Trundling into Greymouth, the largest town I’d seen since leaving Nelson, I managed to find a lovely holiday cabin right on the beach, my base for the next few nights. Named after the mighty Grey River-Mawheranui, whose mouth Greymouth literally straddles, it was a strange sort of town. A mismatch somehow, of grey urban sprawl and border town with a dour kind of feel.

Nonetheless, my little beach hut was just the thing, going to sleep and waking with nothing but the sound of the waves! Utter bliss! Half the time I felt as if I had stumbled into Bronte’s Wuthering Heights or an Ingmar Bergman film, so hauntingly barren was the place!

Doing the touristy thing, I headed for the Kumara Junction and boarded a train on one of the world’s most spectacular train rides, the famous Arthur’s Pass. Linking Greymouth and the west coast of New Zealand to Christchurch in the east, it bestrides the country and takes in the most breathtaking scenery imaginable. What a trip! Following the valley floors, with mountainous peaks rising either side, the train climbed and took us up to the alpine heights of Arthur’s Pass, snaking its way through the lofty terrain, before plunging down to the flat Canterbury Plains surrounding Christchurch.

I spent a few hours wandering the very civilised and surprisingly English feeling city of Christchurch, before boarding the train for the spectacular return journey. One incredible journey I’ll never forget…but the best was to come.

Spending a few lazy days beach combing and exploring the area I set off again and headed for Hokitika, famous for its greenstone or jade, determined to buy some locally carved jewelery. But always, the looming mountains of the Southern Alps were calling to me in a way I just couldn’t explain.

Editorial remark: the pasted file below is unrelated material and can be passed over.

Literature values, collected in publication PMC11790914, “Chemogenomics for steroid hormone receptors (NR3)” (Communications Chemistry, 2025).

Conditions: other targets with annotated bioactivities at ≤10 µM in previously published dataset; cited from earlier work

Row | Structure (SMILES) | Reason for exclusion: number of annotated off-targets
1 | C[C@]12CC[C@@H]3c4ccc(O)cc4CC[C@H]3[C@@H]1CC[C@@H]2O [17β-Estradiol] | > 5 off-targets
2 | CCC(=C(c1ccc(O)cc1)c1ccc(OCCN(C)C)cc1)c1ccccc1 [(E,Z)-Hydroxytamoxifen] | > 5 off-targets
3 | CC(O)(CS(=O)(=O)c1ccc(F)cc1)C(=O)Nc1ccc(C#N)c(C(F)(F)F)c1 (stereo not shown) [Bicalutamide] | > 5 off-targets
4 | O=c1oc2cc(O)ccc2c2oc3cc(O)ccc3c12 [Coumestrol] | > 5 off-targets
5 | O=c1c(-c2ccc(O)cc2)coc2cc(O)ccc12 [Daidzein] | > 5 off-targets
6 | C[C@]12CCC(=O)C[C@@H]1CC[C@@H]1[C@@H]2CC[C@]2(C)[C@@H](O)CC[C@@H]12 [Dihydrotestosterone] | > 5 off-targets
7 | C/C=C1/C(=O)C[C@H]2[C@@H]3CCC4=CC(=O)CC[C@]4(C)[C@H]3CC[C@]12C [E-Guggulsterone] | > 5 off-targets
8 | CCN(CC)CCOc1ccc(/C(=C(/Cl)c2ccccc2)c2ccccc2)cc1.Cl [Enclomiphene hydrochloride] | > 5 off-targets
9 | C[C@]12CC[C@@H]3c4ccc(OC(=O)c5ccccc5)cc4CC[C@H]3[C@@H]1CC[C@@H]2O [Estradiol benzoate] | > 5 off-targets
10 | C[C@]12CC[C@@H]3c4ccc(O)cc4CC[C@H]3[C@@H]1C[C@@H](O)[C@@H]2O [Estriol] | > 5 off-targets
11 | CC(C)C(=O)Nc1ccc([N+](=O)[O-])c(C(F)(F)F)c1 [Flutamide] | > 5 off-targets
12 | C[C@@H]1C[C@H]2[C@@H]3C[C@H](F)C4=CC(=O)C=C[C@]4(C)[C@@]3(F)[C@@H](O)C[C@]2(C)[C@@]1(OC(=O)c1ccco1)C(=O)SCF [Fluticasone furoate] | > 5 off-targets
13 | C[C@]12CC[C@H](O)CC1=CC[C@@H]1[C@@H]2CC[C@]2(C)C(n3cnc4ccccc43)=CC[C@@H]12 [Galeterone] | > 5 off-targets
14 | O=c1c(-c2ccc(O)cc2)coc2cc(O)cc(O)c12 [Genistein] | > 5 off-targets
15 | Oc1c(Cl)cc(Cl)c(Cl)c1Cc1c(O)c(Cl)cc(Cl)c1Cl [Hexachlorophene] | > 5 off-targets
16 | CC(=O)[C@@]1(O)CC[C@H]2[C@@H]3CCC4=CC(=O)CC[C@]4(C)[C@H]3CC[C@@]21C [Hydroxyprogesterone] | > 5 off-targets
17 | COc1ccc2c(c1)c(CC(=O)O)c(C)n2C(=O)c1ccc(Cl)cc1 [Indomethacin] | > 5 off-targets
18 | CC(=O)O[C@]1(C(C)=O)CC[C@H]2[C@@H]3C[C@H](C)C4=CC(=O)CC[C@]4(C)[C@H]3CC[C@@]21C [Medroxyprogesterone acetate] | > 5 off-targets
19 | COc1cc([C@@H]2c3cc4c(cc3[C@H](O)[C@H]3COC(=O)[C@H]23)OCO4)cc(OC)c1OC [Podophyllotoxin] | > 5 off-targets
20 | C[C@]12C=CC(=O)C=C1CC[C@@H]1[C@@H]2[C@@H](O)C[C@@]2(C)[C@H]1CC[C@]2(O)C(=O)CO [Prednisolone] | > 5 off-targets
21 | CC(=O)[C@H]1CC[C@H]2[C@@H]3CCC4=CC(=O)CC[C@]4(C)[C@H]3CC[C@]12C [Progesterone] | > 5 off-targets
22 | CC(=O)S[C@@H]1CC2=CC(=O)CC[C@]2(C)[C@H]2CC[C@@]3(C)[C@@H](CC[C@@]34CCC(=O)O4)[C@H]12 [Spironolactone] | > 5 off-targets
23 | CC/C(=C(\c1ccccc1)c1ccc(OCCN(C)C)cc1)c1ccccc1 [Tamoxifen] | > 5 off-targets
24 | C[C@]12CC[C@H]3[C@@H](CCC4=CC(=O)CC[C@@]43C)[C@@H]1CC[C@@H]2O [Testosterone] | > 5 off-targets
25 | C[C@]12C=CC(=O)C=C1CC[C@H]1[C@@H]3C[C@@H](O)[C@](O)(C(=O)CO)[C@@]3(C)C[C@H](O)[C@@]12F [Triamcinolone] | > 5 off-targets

And so, hauling my backpack and picking up another rental car, I succumbed to the pull of the mountains and headed towards the Franz Josef glacier. Taking the state highway once more, as it left the coast and wound its way inland over rushing rivers, valley basins and beside beautiful lakes, I felt myself falling in love once more with the sheer unspoilt majesty of the landscape.

Reaching West Coast, the nearest settlement to the glacier, I found a cheap place to stay and started my next adventure…

It was a bright February morning. The sky was the kind of electric blue you never really believe is real somehow. A perfect day. Cold but full of sunshine and possibilities.

I took my car, a run-down automatic transmission thing, down to this little air field…and then I saw it. The tiniest aeroplane I had ever seen! My banged up jalopy looked bigger!

Without much regard, I climbed into the small seat beside the pilot and off we went! Soaring  above the lower slopes of the Southern Alps. Trying desperately not to vomit all over the cock-pit, I stared out of the window, nodding at the pilot’s remarks while I kept my mouth firmly shut! (doesn’t happen often)

Rivers snaked beneath us. As we flew over the snow-capped mountains, Mount Cook loomed in the distance – New Zealand’s tallest mountain and the tallest in the Southern Hemisphere. Utterly stunning in its grandeur. Nausea disappeared. I looked on in astonishment as we circled Mount Cook’s flanks. I’d never seen anything so beautiful. All I could think of was…”I’ve found it! I’ve found my White Mountain!”

We left Mount Cook, Aoraki in Maori, and landed on a pristine snow field just above the Franz Josef glacier. Nothing could have prepared me for what I saw.

This was nature at its simplest and purest. Nothing but white and the startling blue above. The snow here had a covering of ice crystals which crunched beneath my feet as I left the plane and went walking. I followed the contours of the peaks around me and looked down to the glacier below with its gaping crevasses.

This was a once in a lifetime moment and the real stuff of magic.

With Mr. Agyk whispering in my head, the story of White Mountain began to unfold…